Tube mic noise (once again)
« on: April 09, 2010, 08:40:13 PM »
EDIT: I changed the title cause this diverged to a general discussion

I know this has been discussed before, but I haven't found answer to my specific question/questions.

I've read that a value for a capsule bias resistor in a condenser mic should be 100M-1G. Or even 3 gigs. But still in some classic designs it's much lower. 60M in U67 and even 8M in a ELA M 250/251 schematic I found. That's quite of a range.

I built a circuit following the G7 circuit but using 5840 tube, different transformer and different cathode resistor value. Now I'm testing it with a chinese K67 type capsule. First I tried 50M  for the capsule bias resistor which I had lying around. Sounded good, brittle though, but that's what I expected for that capsule. Then I swapped it to 1G, same as in G7. Much more low end, which is nice, but also more hiss. Now I'm considering swapping the 50M back, cause I can easily EQ it for more bass. And because I'm going to get a Thiersch M7 type capsule, which haven't got as much high's as K67 type, I'm probably gonna need to boost highs for my pop mixes. But can't do that with that 'hissy' 1G capsule bias resistor. And I'm going to use the mic for close miking vocals anyway, so I probably get enough low's with the proximity effect.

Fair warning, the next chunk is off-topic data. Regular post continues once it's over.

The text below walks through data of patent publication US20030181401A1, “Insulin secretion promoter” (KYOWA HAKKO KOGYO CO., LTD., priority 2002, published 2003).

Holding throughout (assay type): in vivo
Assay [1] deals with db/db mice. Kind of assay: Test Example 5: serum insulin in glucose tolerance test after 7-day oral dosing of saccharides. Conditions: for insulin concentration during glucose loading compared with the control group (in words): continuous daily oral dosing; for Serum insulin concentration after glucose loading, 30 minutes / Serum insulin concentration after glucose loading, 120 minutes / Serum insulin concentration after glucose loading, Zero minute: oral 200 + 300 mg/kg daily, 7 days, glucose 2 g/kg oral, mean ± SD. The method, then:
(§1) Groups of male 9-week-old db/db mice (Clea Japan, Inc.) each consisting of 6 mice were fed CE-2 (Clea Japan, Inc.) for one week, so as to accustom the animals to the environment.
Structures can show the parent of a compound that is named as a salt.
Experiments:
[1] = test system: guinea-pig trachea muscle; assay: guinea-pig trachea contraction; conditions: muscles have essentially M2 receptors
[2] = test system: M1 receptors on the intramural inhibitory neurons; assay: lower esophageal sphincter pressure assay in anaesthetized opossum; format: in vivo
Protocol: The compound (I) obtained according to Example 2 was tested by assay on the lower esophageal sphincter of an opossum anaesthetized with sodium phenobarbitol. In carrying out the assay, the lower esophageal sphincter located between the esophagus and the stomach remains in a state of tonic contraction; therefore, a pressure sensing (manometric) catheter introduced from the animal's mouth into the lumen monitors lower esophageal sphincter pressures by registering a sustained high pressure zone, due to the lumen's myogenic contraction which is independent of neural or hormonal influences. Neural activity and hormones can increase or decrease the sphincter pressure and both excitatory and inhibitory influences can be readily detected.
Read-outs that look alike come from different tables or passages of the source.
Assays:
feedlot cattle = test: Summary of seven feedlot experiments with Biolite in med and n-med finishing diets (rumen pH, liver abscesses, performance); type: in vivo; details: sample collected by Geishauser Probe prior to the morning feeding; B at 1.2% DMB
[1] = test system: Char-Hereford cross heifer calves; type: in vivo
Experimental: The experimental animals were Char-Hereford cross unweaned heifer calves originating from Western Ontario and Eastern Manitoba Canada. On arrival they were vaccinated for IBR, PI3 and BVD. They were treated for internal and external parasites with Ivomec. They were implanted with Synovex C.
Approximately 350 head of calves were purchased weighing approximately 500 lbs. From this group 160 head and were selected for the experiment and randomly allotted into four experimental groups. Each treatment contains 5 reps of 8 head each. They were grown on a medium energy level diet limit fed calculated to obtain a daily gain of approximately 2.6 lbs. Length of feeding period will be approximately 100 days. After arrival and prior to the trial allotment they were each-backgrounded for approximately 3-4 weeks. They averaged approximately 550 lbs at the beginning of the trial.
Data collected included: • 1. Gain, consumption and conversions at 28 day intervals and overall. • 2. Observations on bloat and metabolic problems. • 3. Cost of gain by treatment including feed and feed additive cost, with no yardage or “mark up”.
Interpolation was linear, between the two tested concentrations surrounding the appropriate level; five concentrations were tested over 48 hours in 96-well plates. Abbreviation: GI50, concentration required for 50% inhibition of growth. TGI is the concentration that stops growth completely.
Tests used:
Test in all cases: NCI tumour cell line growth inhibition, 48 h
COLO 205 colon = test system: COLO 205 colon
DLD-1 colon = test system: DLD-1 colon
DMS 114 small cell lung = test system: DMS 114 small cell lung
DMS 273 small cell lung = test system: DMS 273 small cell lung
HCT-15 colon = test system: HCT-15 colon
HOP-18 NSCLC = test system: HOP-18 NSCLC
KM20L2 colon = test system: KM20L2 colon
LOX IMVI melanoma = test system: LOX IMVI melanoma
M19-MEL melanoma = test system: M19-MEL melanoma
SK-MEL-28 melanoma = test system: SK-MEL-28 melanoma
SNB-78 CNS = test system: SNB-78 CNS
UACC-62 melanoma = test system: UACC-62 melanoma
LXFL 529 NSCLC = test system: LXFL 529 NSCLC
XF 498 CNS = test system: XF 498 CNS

Am I over simplifying things? Is it just that different type of capsules need different values? Or did I mess up my circuit with flux or something? Tried not to, and cleaned everything with isopropyl alcohol. Is hiss a normal side effect of large capsule bias resistors?

I should of course test different values when I get the Thiersch in, but still, I'd like to learn more about effects of a capsule bias resistor.
« Last Edit: April 10, 2010, 12:33:27 PM by pasarski »


rodabod

Re: Capsule bias resistor
« Reply #1 on: April 10, 2010, 12:18:27 AM »
You capsule is a capcitor. Your grid resistor drops the input impedance of the valve and so forms a high-pass filter whos cut-off lowers as you decrease the value of the resistor.

Capsules vary in capacitance and bass response, so suit different values. Sometimes higher values can increase noise noticeably as you pointed out.
Quote from: tv
punchy fat bastard chip

Re: Capsule bias resistor
« Reply #2 on: April 10, 2010, 07:17:13 AM »
Ok, thanks. That means my question has been answered before :-[ I just always thought grid resistor refers to the grid leak resistor or a resistor between grid leak resistor and grid (which I haven't seen in tube mics).